Ukraine, Security Dominate British Prime Minister Sunak’s First White House Visit

June 8, 2023

President Biden on Thursday welcomed British Prime Minister Rishi Sunak to the White House for wide-ranging talks. 

“Today in Washington, we’ve had important, positive discussions that deepen our bilateral economic relationship and expand our cooperation to shape the challenges for the remainder of this century,” Biden said during the two leaders’ joint press conference in the East Room. “It’s a testament to the depth, breadth and I would argue the intensity of our cooperation and coordination.”

In Sunak’s first-ever White House visit, the two leaders’ discussions in the Oval Office were expected to include the war in Ukraine, China, economic security, and international cooperation on regulating the growing field of artificial intelligence.

“There’s no issue of global importance—none—where our nations are not leading together and where we’re not sharing our common values to make things better,” said Biden on Thursday, announcing a new economic partnership plan that would include accelerating a transition to clean energy, developing new technologies and protecting technologies that would be critical to the two nations’ future—like semiconductors, quantum computing and artificial intelligence.

Biden added that the potential for AI to create “fundamental technological change” is “staggering.” 

“Standing here together as our predecessors have done for generations, I feel confident that through the strength of our relationship we can shape the world once again in our pursuit of liberty, prosperity, and the possibilities of a new age,” Sunak said at Thursday’s press conference. “and that begins with our highest priority—national security.”

He added that “economic security” must be prioritized along with military security, noting that this week alone, £14 billion ($17.6 billion) in new American investment has been committed into the UK, creating thousands of jobs. He also stressed strengthening supply chains and reducing trade barriers on future technologies. 

White House press secretary Karine Jean-Pierre had said Russia’s invasion of Ukraine would be “top of mind.”

The United States and the United Kingdom are the two biggest donors to the invaded nation’s war efforts, with Britain playing a central role in efforts to sent American-made F-16 fighter jets to Ukraine and train its pilots on them.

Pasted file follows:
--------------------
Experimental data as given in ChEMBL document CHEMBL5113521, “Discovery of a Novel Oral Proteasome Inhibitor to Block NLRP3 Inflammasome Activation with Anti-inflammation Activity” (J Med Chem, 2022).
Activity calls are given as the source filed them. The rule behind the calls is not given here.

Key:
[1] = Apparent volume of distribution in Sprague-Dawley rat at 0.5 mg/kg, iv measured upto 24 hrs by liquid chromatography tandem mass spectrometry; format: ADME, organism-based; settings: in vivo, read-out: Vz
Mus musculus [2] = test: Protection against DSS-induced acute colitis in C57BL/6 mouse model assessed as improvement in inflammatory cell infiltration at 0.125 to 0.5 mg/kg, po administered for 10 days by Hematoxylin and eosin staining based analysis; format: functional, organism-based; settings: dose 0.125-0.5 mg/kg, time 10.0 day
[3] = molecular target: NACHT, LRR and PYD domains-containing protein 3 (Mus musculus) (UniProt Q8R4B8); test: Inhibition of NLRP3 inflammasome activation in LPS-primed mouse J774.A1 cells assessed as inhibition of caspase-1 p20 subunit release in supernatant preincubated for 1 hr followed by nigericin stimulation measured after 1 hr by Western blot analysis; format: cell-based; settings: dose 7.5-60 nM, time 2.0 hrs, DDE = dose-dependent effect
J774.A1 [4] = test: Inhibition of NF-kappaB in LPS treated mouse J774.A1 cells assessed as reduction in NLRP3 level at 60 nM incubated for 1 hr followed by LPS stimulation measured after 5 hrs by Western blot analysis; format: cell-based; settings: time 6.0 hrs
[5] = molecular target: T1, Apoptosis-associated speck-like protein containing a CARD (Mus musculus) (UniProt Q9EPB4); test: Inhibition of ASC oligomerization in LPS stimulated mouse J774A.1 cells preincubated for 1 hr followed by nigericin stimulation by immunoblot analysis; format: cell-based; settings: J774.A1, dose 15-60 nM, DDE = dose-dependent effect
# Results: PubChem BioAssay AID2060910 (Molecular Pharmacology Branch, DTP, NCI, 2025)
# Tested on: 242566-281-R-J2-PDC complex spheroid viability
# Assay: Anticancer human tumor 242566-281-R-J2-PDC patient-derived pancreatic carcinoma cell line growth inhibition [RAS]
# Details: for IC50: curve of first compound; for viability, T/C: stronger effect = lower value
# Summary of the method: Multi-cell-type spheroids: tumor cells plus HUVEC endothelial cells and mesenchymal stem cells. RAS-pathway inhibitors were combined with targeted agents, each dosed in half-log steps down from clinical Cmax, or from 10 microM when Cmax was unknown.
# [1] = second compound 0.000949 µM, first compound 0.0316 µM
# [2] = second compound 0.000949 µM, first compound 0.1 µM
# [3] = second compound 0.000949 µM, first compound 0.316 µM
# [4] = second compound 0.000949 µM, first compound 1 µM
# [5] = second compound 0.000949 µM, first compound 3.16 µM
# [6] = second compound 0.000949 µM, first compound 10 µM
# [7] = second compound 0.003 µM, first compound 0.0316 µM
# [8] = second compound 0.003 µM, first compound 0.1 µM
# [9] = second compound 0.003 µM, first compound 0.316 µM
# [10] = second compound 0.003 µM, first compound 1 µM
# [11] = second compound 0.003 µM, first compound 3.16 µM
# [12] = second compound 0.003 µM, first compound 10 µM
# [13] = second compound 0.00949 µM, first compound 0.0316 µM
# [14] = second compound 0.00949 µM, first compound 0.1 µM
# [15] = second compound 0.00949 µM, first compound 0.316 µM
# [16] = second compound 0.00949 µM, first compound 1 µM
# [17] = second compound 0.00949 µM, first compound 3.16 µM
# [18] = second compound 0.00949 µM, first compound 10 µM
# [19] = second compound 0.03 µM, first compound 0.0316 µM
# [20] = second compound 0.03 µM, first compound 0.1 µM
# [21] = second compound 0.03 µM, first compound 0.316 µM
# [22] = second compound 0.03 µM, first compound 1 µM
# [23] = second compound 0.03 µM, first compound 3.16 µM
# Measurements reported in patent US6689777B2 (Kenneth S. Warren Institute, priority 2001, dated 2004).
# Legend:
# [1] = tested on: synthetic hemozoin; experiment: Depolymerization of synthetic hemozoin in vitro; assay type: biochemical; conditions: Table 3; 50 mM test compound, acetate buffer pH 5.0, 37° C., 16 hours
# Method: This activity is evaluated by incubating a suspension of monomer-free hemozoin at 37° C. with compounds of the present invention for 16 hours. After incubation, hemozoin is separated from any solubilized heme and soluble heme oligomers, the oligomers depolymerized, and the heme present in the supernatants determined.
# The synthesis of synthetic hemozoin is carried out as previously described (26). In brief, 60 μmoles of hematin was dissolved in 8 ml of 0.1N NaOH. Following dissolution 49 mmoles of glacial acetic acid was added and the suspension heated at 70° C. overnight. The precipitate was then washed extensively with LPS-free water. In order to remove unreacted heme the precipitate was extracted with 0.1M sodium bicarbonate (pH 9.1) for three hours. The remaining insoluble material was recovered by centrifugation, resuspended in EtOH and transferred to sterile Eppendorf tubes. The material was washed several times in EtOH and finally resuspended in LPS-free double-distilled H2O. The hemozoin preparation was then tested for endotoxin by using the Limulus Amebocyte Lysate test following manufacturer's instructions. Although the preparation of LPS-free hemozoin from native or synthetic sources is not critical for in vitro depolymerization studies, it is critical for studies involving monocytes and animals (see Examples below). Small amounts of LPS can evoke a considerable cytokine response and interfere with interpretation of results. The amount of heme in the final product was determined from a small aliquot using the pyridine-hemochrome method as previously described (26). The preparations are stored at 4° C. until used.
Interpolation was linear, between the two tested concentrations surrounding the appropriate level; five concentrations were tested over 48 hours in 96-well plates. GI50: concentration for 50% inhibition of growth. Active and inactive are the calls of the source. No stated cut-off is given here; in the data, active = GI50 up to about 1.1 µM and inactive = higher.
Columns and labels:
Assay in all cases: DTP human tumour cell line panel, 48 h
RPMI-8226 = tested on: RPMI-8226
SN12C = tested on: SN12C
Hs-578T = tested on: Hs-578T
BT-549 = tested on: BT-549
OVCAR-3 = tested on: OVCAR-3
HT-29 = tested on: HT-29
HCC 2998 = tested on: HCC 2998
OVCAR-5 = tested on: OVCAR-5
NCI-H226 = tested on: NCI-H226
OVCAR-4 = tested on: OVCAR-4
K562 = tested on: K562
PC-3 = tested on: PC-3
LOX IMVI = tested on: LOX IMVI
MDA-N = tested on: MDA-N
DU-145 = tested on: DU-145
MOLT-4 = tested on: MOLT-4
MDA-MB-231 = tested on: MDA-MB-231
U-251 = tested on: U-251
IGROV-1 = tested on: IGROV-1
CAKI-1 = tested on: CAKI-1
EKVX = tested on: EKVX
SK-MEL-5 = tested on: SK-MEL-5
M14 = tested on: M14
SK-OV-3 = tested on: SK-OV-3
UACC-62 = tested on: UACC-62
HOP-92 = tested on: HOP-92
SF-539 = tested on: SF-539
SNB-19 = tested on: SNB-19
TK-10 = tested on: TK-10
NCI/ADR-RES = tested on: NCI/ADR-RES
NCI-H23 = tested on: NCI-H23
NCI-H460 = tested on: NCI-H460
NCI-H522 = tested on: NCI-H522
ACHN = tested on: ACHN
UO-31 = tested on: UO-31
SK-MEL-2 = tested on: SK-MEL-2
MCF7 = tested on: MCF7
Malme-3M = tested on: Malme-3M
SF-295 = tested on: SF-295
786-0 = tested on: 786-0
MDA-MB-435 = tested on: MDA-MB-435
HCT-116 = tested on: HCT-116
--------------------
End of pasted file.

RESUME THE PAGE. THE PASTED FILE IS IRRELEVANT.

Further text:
Answering a reporter’s question Wednesday, Biden said he believed Congress would provide the long-term funding Ukraine will need even after the war with Russia ends. “We are advancing this goal by providing them with the support Ukraine needs now on the battlefield and helping them strengthen their military over the long term,” he noted.

Sunak added, “The UK is proud to be behind the U.S., the biggest contributor the military efforts in Ukraine, and I think it’s right that other countries also step up and do their part. We are lucky to have America’s investment in European security, but we need to share the burden alongside you, which is why defense spending in the UK has been above the 2% NATO benchmark. It’s on an increasing trajectory and we would encourage other countries to follow the lead that the U.S and the UK set.”

During a surprise visit to the UK by Ukrainian President Volodymyr Zelensky in mid-May, Sunak called their two nations “United in action.”

Russian President Vladimir Putin “will be thinking that he can wait us out, that the alliance will tire, that will get fatigued and will give up. And that is not the case,” said Sunak on Thursday. “And the more we can put in place in support for Ukraine—not just in the here and now, but support that will last for a time and for years to come—I think it sends a strong signal to him that there is no point to try to wait us out. We are not going anywhere.” 

He added that hopefully that signal will “speed up the calculation” in Putin’s mind that he should withdraw his forces and stop with his “illegal and unprovoked act of aggression.”

While in Washington Sunak is also expected to make the case for Biden to support UK Defense Minister Ben Wallace as successor to outgoing NATO Secretary-General Jens Stoltenberg, with whom Biden is scheduled to meet on Monday ahead of next month’s NATO summit in Lithuania. 

Wallace is not the only one in the running, however. For example, Danish Prime Minister Mette Frederiksen, whom Biden hosted at the White House on Tuesday is widely viewed as a potential contender to replace Stoltenberg at NATO.

When a British reporter asked Biden at the press conference if it was time for a British NATO Secretary General, Biden responded, “Maybe. That remains to be seen.”

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